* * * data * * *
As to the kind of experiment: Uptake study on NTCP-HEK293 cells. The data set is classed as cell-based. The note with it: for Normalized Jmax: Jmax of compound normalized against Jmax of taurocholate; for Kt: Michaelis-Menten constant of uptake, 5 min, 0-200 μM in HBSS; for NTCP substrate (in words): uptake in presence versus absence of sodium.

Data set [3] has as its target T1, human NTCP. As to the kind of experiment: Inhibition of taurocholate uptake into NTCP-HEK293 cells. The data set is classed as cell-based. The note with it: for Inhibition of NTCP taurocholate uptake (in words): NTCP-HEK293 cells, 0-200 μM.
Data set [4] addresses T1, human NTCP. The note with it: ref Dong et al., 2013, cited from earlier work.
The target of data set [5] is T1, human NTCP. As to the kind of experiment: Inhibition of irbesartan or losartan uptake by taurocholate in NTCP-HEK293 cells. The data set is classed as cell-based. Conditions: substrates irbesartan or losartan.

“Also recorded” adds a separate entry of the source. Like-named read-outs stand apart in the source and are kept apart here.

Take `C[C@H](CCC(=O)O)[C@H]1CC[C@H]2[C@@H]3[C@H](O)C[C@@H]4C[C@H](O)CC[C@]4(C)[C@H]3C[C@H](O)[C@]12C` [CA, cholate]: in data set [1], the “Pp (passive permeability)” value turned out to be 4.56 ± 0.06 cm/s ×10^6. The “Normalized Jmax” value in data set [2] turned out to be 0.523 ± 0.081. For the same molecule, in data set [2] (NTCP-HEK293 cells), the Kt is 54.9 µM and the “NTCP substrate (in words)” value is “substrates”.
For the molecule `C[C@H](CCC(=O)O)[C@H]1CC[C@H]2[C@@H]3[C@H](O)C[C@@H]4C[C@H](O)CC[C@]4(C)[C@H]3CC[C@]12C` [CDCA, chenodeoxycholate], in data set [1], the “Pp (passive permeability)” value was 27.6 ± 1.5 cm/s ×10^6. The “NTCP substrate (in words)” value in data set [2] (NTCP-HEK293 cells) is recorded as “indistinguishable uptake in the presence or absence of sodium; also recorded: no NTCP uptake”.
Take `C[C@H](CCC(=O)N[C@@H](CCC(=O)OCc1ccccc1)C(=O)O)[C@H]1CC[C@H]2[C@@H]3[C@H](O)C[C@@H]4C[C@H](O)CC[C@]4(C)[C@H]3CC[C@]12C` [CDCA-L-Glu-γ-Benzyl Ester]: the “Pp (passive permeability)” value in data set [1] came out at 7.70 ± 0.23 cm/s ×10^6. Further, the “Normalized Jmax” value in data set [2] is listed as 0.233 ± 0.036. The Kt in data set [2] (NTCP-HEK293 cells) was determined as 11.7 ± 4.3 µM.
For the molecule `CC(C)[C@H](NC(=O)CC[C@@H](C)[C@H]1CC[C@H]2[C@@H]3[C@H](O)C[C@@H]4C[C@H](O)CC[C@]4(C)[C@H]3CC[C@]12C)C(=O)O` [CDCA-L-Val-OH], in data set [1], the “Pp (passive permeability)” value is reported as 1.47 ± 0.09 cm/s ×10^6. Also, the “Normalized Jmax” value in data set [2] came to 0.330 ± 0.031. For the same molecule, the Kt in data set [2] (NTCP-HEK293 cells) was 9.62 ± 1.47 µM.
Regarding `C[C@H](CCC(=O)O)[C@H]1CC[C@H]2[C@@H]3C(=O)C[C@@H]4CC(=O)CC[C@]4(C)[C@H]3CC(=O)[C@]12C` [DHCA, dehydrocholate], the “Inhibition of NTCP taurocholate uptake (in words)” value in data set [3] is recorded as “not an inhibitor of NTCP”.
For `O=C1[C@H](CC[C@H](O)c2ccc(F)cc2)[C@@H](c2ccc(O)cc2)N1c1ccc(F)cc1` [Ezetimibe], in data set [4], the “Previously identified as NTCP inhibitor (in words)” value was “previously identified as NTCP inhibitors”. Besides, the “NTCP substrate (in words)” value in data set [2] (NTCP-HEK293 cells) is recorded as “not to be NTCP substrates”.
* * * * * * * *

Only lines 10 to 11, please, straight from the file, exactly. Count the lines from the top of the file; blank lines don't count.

Regarding `C[C@H](CCC(=O)O)[C@H]1CC[C@H]2[C@@H]3C(=O)C[C@@H]4CC(=O)CC[C@]4(C)[C@H]3CC(=O)[C@]12C` [DHCA, dehydrocholate], the “Inhibition of NTCP taurocholate uptake (in words)” value in data set [3] is recorded as “not an inhibitor of NTCP”.
For `O=C1[C@H](CC[C@H](O)c2ccc(F)cc2)[C@@H](c2ccc(O)cc2)N1c1ccc(F)cc1` [Ezetimibe], in data set [4], the “Previously identified as NTCP inhibitor (in words)” value was “previously identified as NTCP inhibitors”. Besides, the “NTCP substrate (in words)” value in data set [2] (NTCP-HEK293 cells) is recorded as “not to be NTCP substrates”.